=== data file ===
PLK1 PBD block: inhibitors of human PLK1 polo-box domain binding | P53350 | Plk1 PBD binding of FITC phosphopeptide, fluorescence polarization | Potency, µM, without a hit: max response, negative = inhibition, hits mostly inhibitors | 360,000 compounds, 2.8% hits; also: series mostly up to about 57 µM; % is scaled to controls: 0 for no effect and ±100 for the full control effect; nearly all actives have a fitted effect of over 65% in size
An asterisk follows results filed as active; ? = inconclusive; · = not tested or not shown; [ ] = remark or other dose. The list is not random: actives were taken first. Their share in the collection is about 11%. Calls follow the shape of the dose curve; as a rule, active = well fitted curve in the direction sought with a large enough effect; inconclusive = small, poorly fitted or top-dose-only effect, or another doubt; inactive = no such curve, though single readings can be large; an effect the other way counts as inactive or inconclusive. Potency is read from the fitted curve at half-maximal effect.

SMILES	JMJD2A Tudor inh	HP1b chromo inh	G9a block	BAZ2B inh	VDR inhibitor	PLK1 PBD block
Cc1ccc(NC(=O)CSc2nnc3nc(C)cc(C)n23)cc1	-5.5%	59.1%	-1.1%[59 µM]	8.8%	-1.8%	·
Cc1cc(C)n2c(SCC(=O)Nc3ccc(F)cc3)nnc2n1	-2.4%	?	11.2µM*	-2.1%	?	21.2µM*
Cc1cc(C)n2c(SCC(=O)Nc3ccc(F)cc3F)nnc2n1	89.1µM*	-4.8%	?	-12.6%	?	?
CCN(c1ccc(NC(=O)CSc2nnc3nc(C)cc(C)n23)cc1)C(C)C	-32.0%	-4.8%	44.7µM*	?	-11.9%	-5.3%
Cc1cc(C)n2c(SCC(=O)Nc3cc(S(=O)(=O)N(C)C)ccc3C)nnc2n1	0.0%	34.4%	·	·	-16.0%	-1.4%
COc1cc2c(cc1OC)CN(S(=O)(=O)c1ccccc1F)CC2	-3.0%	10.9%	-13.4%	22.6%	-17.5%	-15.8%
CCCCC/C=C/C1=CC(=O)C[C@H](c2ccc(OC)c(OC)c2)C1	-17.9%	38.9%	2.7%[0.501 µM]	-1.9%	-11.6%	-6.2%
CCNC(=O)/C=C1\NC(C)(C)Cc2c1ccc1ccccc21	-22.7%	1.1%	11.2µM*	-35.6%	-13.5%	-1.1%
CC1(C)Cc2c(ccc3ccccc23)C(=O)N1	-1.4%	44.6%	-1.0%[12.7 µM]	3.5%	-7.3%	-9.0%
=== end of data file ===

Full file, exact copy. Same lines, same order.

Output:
PLK1 PBD block: inhibitors of human PLK1 polo-box domain binding | P53350 | Plk1 PBD binding of FITC phosphopeptide, fluorescence polarization | Potency, µM, without a hit: max response, negative = inhibition, hits mostly inhibitors | 360,000 compounds, 2.8% hits; also: series mostly up to about 57 µM; % is scaled to controls: 0 for no effect and ±100 for the full control effect; nearly all actives have a fitted effect of over 65% in size
An asterisk follows results filed as active; ? = inconclusive; · = not tested or not shown; [ ] = remark or other dose. The list is not random: actives were taken first. Their share in the collection is about 11%. Calls follow the shape of the dose curve; as a rule, active = well fitted curve in the direction sought with a large enough effect; inconclusive = small, poorly fitted or top-dose-only effect, or another doubt; inactive = no such curve, though single readings can be large; an effect the other way counts as inactive or inconclusive. Potency is read from the fitted curve at half-maximal effect.

SMILES	JMJD2A Tudor inh	HP1b chromo inh	G9a block	BAZ2B inh	VDR inhibitor	PLK1 PBD block
Cc1ccc(NC(=O)CSc2nnc3nc(C)cc(C)n23)cc1	-5.5%	59.1%	-1.1%[59 µM]	8.8%	-1.8%	·
Cc1cc(C)n2c(SCC(=O)Nc3ccc(F)cc3)nnc2n1	-2.4%	?	11.2µM*	-2.1%	?	21.2µM*
Cc1cc(C)n2c(SCC(=O)Nc3ccc(F)cc3F)nnc2n1	89.1µM*	-4.8%	?	-12.6%	?	?
CCN(c1ccc(NC(=O)CSc2nnc3nc(C)cc(C)n23)cc1)C(C)C	-32.0%	-4.8%	44.7µM*	?	-11.9%	-5.3%
Cc1cc(C)n2c(SCC(=O)Nc3cc(S(=O)(=O)N(C)C)ccc3C)nnc2n1	0.0%	34.4%	·	·	-16.0%	-1.4%
COc1cc2c(cc1OC)CN(S(=O)(=O)c1ccccc1F)CC2	-3.0%	10.9%	-13.4%	22.6%	-17.5%	-15.8%
CCCCC/C=C/C1=CC(=O)C[C@H](c2ccc(OC)c(OC)c2)C1	-17.9%	38.9%	2.7%[0.501 µM]	-1.9%	-11.6%	-6.2%
CCNC(=O)/C=C1\NC(C)(C)Cc2c1ccc1ccccc21	-22.7%	1.1%	11.2µM*	-35.6%	-13.5%	-1.1%
CC1(C)Cc2c(ccc3ccccc23)C(=O)N1	-1.4%	44.6%	-1.0%[12.7 µM]	3.5%	-7.3%	-9.0%